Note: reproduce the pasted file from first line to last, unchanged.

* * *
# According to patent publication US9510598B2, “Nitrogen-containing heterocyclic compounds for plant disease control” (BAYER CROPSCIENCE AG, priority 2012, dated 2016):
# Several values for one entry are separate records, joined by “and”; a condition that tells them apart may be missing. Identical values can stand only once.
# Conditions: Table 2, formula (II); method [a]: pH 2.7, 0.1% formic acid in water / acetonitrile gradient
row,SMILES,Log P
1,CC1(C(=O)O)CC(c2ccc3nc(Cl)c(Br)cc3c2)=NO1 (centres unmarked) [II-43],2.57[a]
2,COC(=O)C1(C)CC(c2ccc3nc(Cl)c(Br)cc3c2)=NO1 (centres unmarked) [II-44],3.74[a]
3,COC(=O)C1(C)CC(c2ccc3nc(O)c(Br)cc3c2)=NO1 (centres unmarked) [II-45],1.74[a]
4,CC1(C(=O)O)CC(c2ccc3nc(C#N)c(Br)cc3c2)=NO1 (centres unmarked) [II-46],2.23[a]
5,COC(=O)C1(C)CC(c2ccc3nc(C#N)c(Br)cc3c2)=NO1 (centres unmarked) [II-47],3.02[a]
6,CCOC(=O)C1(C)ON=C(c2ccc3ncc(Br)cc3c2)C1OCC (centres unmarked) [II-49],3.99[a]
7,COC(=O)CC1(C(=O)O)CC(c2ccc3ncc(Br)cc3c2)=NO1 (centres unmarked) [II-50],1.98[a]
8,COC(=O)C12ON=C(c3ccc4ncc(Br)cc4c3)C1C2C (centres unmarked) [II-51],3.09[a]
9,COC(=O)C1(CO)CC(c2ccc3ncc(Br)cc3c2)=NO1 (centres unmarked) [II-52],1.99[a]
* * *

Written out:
# According to patent publication US9510598B2, “Nitrogen-containing heterocyclic compounds for plant disease control” (BAYER CROPSCIENCE AG, priority 2012, dated 2016):
# Several values for one entry are separate records, joined by “and”; a condition that tells them apart may be missing. Identical values can stand only once.
# Conditions: Table 2, formula (II); method [a]: pH 2.7, 0.1% formic acid in water / acetonitrile gradient
row,SMILES,Log P
1,CC1(C(=O)O)CC(c2ccc3nc(Cl)c(Br)cc3c2)=NO1 (centres unmarked) [II-43],2.57[a]
2,COC(=O)C1(C)CC(c2ccc3nc(Cl)c(Br)cc3c2)=NO1 (centres unmarked) [II-44],3.74[a]
3,COC(=O)C1(C)CC(c2ccc3nc(O)c(Br)cc3c2)=NO1 (centres unmarked) [II-45],1.74[a]
4,CC1(C(=O)O)CC(c2ccc3nc(C#N)c(Br)cc3c2)=NO1 (centres unmarked) [II-46],2.23[a]
5,COC(=O)C1(C)CC(c2ccc3nc(C#N)c(Br)cc3c2)=NO1 (centres unmarked) [II-47],3.02[a]
6,CCOC(=O)C1(C)ON=C(c2ccc3ncc(Br)cc3c2)C1OCC (centres unmarked) [II-49],3.99[a]
7,COC(=O)CC1(C(=O)O)CC(c2ccc3ncc(Br)cc3c2)=NO1 (centres unmarked) [II-50],1.98[a]
8,COC(=O)C12ON=C(c3ccc4ncc(Br)cc4c3)C1C2C (centres unmarked) [II-51],3.09[a]
9,COC(=O)C1(CO)CC(c2ccc3ncc(Br)cc3c2)=NO1 (centres unmarked) [II-52],1.99[a]